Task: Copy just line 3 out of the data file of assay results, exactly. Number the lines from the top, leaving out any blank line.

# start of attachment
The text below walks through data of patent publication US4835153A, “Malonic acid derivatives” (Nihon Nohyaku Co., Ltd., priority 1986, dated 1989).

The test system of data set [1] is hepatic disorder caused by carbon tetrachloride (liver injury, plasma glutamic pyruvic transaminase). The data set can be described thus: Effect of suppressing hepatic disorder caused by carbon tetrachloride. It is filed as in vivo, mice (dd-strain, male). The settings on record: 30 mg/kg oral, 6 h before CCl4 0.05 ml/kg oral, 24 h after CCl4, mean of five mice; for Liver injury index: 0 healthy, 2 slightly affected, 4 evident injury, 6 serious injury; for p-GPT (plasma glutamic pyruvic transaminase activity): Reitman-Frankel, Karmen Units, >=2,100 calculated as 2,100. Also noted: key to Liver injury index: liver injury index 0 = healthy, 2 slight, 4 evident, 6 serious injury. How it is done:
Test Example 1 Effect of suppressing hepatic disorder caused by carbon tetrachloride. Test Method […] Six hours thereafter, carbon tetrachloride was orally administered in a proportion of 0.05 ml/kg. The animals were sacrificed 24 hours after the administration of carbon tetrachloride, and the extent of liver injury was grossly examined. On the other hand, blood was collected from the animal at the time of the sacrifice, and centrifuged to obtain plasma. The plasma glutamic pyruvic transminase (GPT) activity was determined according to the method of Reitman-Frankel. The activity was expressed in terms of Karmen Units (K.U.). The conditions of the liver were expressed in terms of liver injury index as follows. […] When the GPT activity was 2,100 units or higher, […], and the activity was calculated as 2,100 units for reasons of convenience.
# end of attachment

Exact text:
Test Example 1 Effect of suppressing hepatic disorder caused by carbon tetrachloride. Test Method […] Six hours thereafter, carbon tetrachloride was orally administered in a proportion of 0.05 ml/kg. The animals were sacrificed 24 hours after the administration of carbon tetrachloride, and the extent of liver injury was grossly examined. On the other hand, blood was collected from the animal at the time of the sacrifice, and centrifuged to obtain plasma. The plasma glutamic pyruvic transminase (GPT) activity was determined according to the method of Reitman-Frankel. The activity was expressed in terms of Karmen Units (K.U.). The conditions of the liver were expressed in terms of liver injury index as follows. […] When the GPT activity was 2,100 units or higher, […], and the activity was calculated as 2,100 units for reasons of convenience.